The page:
A non-profit organization called Help for Homeless Pets has been serving Billings for over 20 years, but they've never had so many homeless animals as they do right now.
According to Help for Homeless Pets Director Angie Cook, the kennels at their shelter are beyond capacity. So much so, that they actually have to put animals on a waiting list before they can be accepted inside.
“We’ve never really been in such a position where we’ve had to turn one down,” Cook said.
It's a position that the no-kill shelter has never been in, and one Cook believes the Covid-19 pandemic, among other things, played a huge part in creating.
“People are going back to work, and they can't care for their animals," Cook said. "There’s a lot of people moving, or things like that. We’ve definitely seen a bigger surplus of animals coming in."
It's left the shelter hard pressed to find room for any new animals. A problem that Shelter Operations Manager Ashley Burling said is intensified during the winter.
“We’ve had a waiting list for quite a while for people that want to surrender, need to surrender," Burling said. "It’s harder in the wintertime. We have less housing here because we can’t keep the dogs outside."
Burling also said that the shelter is still completing many successful adoptions, but that animals are being dropped at their front door — leaving them no option but to bring them inside.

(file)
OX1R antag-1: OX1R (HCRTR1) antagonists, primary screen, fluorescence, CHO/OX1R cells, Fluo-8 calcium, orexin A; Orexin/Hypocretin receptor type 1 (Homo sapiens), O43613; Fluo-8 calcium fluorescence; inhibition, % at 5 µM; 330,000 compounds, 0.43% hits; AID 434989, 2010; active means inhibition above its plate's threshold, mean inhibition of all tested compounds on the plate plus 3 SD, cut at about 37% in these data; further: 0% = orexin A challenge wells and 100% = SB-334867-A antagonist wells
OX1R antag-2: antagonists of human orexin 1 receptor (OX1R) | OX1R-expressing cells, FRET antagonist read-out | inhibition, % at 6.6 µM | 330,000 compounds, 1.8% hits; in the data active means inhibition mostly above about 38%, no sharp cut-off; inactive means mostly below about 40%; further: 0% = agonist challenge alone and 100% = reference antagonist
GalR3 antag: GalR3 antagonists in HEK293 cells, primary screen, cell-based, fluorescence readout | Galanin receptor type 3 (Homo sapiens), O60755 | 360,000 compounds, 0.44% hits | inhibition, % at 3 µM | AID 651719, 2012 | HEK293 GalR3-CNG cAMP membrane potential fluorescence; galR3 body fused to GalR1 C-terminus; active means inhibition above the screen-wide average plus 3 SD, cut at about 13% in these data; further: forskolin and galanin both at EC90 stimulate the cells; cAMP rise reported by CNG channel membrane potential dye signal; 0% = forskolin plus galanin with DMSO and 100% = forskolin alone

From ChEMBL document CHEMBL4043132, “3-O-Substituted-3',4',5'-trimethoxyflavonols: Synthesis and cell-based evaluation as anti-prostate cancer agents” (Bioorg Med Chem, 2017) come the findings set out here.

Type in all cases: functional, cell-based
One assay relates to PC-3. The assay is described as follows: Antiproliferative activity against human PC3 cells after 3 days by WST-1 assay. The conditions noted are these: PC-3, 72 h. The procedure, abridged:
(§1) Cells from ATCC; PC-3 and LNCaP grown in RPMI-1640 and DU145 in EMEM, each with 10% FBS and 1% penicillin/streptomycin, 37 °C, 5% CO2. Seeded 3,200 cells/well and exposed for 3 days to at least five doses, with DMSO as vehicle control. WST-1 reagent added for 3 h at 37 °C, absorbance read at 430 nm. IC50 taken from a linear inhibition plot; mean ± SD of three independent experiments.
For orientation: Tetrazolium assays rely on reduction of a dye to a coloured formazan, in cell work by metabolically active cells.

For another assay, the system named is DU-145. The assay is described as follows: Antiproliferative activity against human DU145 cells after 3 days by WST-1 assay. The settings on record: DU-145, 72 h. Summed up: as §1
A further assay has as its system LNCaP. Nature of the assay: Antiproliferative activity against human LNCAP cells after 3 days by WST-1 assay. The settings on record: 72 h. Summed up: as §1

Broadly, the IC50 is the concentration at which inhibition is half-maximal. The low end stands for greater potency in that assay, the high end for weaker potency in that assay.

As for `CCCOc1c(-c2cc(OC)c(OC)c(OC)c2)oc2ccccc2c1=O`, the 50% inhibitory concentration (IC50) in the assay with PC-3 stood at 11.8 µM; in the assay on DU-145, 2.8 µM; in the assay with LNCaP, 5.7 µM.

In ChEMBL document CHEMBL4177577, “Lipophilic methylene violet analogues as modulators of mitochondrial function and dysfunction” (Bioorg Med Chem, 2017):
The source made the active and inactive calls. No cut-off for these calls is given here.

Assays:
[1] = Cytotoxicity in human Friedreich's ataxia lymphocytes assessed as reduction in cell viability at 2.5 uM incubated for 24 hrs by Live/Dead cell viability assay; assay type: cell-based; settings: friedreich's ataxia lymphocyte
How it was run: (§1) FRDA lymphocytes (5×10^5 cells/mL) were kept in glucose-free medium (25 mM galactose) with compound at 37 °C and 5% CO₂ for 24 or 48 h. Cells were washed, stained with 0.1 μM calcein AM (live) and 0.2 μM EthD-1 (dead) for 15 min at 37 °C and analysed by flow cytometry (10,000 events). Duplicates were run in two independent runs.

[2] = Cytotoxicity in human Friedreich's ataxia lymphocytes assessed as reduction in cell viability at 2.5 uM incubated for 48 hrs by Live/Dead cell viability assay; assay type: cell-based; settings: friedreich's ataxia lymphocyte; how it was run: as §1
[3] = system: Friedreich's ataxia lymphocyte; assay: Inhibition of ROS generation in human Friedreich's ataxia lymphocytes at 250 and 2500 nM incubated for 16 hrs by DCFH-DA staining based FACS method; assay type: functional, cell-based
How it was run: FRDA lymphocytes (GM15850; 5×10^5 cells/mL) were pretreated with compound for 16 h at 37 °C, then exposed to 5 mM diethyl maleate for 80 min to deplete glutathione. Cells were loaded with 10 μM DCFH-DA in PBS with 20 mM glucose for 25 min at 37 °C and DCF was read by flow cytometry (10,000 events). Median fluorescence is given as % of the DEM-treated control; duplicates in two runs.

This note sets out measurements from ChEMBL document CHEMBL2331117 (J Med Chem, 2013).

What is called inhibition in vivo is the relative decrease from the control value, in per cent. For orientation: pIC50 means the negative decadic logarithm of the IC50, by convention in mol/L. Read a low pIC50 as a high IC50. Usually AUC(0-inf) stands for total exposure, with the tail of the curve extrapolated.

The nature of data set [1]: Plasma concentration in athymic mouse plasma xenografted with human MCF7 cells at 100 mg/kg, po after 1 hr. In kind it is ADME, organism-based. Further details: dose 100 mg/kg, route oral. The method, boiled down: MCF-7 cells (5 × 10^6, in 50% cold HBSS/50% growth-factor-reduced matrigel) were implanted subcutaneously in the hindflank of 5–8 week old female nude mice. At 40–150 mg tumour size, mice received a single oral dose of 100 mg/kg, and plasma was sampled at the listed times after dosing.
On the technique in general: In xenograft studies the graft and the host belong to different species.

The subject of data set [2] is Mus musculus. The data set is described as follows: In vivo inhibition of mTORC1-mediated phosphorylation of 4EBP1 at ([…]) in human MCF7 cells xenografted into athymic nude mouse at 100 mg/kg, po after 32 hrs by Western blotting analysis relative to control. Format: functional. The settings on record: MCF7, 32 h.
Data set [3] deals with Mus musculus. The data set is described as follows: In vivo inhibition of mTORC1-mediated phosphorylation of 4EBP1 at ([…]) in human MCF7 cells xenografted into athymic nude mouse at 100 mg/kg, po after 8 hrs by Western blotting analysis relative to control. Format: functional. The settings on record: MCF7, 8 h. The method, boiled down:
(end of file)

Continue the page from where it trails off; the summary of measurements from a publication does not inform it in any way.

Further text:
“Drop offs include tying them to the front door before we open, shoving kittens through the door before hours, leaving them out in boxes,” Burling said.
The non-profit is now trying to fundraise so that they can improve the kennels and allow more animals inside. It's a big change that the owners said is long overdue.
“The dog kennels we use are well over 20 years old," Burling said. "A lot of them we have to patch them and re-patch them, but you can only patch them so much. It’s definitely time for the safety and well-being of the dogs."
And at the end of the day, their primary focus is on keeping the animals comfortable at their shelter — for what they hope is always a short stay.
“People ask a lot if it’s sad or hard working at a shelter, and I’d say it’s just the opposite because we get to see them all go home,” Burling said.